In December, of 1997, after receiving reports about possible eye injuries, the Food and Drug Administration (FDA) issued a warning about hand held laser pointers. Laser pointers are generally safe when used by adults, such as teachers and lecturers, to highlight areas of interest. However, it has come to the attention of ARRA that these products are being increasingly marketed as children’s toys. They are being sold in toy and novelty stores and can be purchased over the Internet. Many of them are low cost, operated with AAA batteries and produce a red or a green beam that can be easily seen hundreds of meters away yet are small enough to be carried in a pocket or on a key chain. One design is available where the laser pointer is co-housed with a pen. These devices are not toys and should be used only by children under adult supervision and they never should be shown into people’s eyes.
Laser pointers should be labeled with the class designation and a CAUTION label if they are class II (producing a beam power up to 1 milliwatt) or a DANGER label if they are Class IIIA (limited to a power of 5 milliwatts). Some pointers are now being imported without proper labeling which are more powerful and can pose an even greater hazard. In many cases, neither the laser user nor the people irradiated are aware of the potential risk of eye injury. If someone’s eye is momentarily hit by the laser beam his or her normal reaction will be to blink and this will preclude the chance of any eye injury. However, there have been some cases where children have deliberately stared onto the beam. Theoretically, retinal damage can occur from staring (without blinking) directly into a collimated Class IIIA laser beam for more than 10 seconds, and therefore, for obvious reasons, they should not be shown into peoples eyes. Also, the beams should never be viewed with an optical aid, such as binoculars or as magnifying glass as this could intensify their effect on the retina. Momentary exposure from laser pointers may cause temporary flash blindness, glare or the appearance of afterimages. While not dangerous to the eye itself, it may be dangerous to the exposed person if they are engaged in a vision critical such as driving, flying or operating machinery.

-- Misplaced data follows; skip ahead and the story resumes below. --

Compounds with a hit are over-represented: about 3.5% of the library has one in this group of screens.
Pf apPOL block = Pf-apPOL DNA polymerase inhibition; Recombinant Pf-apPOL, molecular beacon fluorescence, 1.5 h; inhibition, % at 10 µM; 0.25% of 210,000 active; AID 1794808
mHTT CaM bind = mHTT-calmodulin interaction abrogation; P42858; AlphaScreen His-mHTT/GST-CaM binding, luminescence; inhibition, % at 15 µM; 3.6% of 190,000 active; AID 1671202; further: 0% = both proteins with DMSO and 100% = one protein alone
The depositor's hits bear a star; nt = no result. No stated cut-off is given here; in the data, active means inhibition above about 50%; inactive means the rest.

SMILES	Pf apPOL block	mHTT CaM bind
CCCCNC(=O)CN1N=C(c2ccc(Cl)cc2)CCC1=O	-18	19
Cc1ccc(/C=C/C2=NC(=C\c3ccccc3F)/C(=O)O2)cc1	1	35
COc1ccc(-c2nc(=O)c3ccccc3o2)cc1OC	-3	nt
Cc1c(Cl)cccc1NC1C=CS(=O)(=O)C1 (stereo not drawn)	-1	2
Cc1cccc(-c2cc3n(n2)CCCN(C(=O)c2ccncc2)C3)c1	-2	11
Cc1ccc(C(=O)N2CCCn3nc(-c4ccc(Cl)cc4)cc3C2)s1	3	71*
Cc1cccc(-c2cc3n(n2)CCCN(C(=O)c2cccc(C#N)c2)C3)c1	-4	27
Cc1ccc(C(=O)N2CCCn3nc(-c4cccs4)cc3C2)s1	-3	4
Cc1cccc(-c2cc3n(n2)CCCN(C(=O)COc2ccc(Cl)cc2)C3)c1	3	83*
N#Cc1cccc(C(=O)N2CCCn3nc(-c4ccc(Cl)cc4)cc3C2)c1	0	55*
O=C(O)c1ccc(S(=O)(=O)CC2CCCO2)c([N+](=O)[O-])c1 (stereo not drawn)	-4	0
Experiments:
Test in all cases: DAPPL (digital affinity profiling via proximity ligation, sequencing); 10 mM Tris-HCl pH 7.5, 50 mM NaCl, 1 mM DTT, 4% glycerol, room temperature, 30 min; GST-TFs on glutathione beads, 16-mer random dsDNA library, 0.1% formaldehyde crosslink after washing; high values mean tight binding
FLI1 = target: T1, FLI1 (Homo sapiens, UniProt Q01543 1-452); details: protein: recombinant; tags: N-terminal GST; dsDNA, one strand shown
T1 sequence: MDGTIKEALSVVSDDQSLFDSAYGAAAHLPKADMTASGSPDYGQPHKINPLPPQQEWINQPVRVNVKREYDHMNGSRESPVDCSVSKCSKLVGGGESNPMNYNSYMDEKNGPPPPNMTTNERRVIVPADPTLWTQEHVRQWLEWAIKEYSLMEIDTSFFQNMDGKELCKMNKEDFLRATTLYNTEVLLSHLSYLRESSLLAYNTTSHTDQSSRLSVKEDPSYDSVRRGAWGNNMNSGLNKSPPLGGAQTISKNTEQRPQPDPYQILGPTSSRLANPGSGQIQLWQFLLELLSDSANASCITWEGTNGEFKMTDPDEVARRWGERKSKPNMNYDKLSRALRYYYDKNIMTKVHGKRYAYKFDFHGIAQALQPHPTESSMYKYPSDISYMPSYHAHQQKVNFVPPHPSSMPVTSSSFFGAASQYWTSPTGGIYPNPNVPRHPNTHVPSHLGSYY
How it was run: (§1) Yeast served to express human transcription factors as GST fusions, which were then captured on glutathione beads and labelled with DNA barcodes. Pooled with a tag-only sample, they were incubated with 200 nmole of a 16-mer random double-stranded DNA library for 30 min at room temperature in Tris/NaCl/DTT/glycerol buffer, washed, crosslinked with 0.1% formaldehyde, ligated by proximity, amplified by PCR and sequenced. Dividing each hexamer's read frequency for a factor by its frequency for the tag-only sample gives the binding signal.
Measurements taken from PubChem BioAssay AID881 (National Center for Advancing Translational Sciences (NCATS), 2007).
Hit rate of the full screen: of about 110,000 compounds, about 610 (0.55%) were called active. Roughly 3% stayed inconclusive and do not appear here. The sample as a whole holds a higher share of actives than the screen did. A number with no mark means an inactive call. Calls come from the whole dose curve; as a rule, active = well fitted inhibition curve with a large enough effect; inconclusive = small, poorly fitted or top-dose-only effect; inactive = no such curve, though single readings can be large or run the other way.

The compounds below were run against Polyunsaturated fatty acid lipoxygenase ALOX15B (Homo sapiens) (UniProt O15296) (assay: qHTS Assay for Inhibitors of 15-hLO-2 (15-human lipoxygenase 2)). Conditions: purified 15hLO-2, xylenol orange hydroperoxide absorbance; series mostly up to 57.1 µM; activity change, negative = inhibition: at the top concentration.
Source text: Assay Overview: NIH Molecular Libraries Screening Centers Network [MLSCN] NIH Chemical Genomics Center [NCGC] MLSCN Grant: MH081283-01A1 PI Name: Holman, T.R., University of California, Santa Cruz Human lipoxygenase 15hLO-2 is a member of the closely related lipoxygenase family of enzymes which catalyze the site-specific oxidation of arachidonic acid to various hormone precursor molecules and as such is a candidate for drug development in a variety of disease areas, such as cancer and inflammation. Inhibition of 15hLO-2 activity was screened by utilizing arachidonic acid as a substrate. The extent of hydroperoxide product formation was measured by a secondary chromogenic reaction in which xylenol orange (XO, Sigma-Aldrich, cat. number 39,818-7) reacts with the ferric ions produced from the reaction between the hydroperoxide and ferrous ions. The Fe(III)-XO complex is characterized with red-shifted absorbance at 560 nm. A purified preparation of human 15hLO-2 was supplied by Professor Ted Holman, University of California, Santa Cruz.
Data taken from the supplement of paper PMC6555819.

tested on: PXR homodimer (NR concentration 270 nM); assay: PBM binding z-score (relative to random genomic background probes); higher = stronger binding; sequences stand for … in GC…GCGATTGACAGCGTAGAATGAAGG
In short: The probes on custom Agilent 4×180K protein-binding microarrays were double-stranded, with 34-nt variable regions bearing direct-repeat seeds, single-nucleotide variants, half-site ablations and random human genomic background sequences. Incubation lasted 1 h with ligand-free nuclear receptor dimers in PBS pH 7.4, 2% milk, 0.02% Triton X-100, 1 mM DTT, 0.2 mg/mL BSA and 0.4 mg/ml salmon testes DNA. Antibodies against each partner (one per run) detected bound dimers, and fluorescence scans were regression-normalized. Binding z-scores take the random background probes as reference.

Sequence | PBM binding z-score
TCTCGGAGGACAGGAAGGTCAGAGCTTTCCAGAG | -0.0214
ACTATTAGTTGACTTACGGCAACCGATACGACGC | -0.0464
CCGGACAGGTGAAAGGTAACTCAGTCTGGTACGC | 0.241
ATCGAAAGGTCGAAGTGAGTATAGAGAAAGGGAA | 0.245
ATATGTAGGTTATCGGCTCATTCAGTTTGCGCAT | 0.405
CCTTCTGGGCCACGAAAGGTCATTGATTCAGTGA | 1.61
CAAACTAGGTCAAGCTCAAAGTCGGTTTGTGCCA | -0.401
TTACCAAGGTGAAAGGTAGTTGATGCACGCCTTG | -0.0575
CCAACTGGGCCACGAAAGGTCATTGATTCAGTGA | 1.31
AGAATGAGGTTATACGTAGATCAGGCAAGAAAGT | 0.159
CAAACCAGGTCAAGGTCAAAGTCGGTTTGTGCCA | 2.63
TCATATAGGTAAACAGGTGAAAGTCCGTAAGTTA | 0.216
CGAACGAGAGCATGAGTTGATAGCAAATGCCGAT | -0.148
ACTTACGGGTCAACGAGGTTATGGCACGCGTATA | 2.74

LASER POINTER PRECAUTIONS:
Never shine a laser pointer at a person or animal, especially, at or near the eyes! Laser pointers should only be used to illustrate inanimate objects.
Do not allow children to use a laser pointer unsupervised. They are not toys.
Do not shine a laser pointer into a mirror-like surface. A reflected beam can be just as hazardous as a direct beam.
Do not purchase a laser pointer if it does not have a caution or danger sticker on it identifying its class.
Report suspicious devices to Jerome Dennis at the FDA at: (301) 594-465, providing them with as much information as possible, such as where and when the device was purchased and any identifying names or markings in the package.